Palace: No ‘bickering’ between DFA chief, senator-A A +A
Thursday, September 20, 2012
MANILA -- Malacanang denied Wednesday the alleged bickering between Foreign Affairs Secretary Albert del Rosario and Senator Antonio Trillanes IV, President Benigno Aquino III's backroom negotiator to China.
"There are no disagreements between Senator Trillanes and Secretary del Rosario. They have been asked by the President to refrain from making any further comments," presidential spokesperson Edwin Lacierda said in a press briefing at the Palace.
In an Inquirer report on Wednesday, Trillanes accused del Rosario, a veteran diplomat, of being ineffective and a "war freak."
In the same report, the senator criticized del Rosario's way of dealing with the country's protracted dispute with China over the West Philippine Sea.
But Lacierda, in the middle of the press briefing Wednesday, read a text message supposedly coming from Trillanes, dismissing the alleged disagreement between him and del Rosario.
"I would like to clarify that SFA [Secretary of Foreign Affairs] and I have no disagreements and I will state that PNoy [Aquino] through the DFA [Department of Foreign Affairs] is the sole source of our foreign policy," the senator's message read.
"I was merely tasked to help out deescalate the tension in Panatag and the improved situation right now is the result of a collective effort of everyone involved. But, ultimately, it was President Aquino who was calling the shots," added Trillanes, the leader of the Magdalo group behind the 2003 Oakwood mutiny.
Lacierda said Trillanes approached the President on the lingering territorial dispute with China, saying "there's a way forward to hold these things."
"The purpose of the President is really to keep all the options open," he said.
The Palace official said "it seems like there were minor successes coming from the back channeling of Senator Trillanes."
Trillanes claimed that backchannel talks have enabled the country to normalize relations with China, while del Rosario said it "is doing more harm than good."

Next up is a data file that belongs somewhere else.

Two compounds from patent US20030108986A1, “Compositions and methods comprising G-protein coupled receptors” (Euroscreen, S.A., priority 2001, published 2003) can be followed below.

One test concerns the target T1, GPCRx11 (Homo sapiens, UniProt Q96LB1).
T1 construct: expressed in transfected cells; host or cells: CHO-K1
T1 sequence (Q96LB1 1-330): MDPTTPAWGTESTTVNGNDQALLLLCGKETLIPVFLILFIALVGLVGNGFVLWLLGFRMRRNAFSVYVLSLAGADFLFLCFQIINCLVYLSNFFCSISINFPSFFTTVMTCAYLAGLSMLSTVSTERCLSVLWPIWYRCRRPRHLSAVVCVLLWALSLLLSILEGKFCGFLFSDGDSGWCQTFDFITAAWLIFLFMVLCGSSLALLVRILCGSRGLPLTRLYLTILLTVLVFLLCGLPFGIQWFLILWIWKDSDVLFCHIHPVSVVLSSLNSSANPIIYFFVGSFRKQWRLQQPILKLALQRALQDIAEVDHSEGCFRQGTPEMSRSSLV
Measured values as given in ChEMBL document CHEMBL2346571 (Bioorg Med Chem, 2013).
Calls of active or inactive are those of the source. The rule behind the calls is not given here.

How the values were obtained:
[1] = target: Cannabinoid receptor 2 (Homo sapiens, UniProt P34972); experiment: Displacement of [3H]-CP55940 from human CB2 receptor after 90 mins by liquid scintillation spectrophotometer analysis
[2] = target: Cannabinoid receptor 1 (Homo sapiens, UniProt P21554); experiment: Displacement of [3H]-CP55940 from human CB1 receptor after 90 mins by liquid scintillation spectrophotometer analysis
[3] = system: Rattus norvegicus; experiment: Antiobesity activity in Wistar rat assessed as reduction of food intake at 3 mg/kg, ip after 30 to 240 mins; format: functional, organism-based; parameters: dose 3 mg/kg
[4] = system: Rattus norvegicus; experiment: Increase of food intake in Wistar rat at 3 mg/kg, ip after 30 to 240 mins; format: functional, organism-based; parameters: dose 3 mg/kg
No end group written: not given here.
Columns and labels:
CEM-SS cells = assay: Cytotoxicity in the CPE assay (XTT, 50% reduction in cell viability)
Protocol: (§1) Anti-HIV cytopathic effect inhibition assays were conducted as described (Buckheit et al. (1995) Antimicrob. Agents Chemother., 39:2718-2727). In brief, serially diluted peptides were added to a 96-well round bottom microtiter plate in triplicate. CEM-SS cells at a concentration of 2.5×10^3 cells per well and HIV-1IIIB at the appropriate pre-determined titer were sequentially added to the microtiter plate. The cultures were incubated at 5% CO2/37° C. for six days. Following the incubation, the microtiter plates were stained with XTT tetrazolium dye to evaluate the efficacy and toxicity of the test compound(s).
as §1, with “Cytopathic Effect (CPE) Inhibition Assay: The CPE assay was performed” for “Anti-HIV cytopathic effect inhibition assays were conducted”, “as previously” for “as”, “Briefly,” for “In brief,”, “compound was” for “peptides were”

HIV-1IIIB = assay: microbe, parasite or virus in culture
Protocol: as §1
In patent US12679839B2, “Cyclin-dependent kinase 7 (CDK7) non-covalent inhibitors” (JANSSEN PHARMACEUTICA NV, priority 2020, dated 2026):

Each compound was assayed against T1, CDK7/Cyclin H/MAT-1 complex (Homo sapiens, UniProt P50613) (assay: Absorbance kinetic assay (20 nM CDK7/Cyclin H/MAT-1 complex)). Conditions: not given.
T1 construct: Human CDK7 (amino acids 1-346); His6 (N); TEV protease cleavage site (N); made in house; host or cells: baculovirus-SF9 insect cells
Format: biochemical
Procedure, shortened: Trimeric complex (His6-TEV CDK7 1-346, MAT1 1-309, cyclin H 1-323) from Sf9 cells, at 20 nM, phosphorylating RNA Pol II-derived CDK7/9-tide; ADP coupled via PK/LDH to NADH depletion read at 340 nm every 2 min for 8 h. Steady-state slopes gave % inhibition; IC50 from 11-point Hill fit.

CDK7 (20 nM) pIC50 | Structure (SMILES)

Lacierda said the President already spoke to del Rosario on the matter and is also planning to talk to Trillanes.
The Palace official said that despite the alleged controversy, del Rosario still enjoys the trust and confidence of the President.
Lacierda even defended the Foreign Affairs official on accusations of supposedly protecting the interest of his former boss, businessman Manny Pangilinan, as reason for not pursuing peaceful settlement with China, and issues of being a former ambassador to Washington.
"We have taken a position which says that those resources that are found within our exclusive economic zone are our sovereign rights, and therefore, it is not true that Secretary del Rosario sought to promote the interest of a businessman," said Lacierda.
Pangilinan owns Forum Energy, which acquired the exploratory rights to the Recto Bank off Palawan, which is said to be the country's largest gas find and part of the disputed territories in the West Philippine Sea.
"The secretary of Foreign Affairs gets his marching orders from the President. The position taken by the secretary of Foreign Affairs is also the same position taken by the President. So, it is irrelevant how China views Secretary del Rosario because the chief policymaker is the President," Lacierda said.
He also dismissed insinuations questioning del Rosario's efficiency in dealing with the territorial row with China because the latter served as ambassador to Washington in the past.
"Whether the accusation that Secretary Del Rosario is an American boy is totally not true and irrelevant to the issue because the chief policymaker is the President," Lacierda said.
Del Rosario, meanwhile, issued a brief statement on Wednesday, stressing that there should be no other entity to deal with diplomatic missions, including negotiating with China, other than the DFA.
The senior Cabinet official said the DFA is working under the orders of the President as it is mandated to do.
"The DFA executes the foreign policy of the President," said del Rosario, adding there must be one policy and one team in promoting "our national interest in the West Philippine Sea."
The DFA chief said the agency remains confident of its capability to do its mandated tasks.
"We will not dignify those who are working to divide us," del Rosario said.
Muntinlupa City Representative Rodolfo Biazon, meantime, said back channel talks are a "normal process."
Biazon, however, pointed out that Trillanes should have been under the supervision of the DFA, the proper authority to handle the Philippines' territorial dispute with China.
"It's normally done behind the scenes. You do not make it public," Biazon, a former chief of staff of the Armed Forces, told reporters in an ambush interview.
Cibac party-list Representative Sherwin Tugna, a member of the House committee on foreign affairs, also sees no problem with Trillanes negotiating in behalf of the Philippines.
Akbayan party-list Representative Walden Bello, for his part, said the DFA chief should be the only Cabinet official managing the country's foreign policy.
"Senator Trillanes may have his own views and he should express them but he should not serve as an alternative foreign policy arm or project himself as such," he said. (Jill Beltran/Kathrina Alvarez/HDT/Sunnex)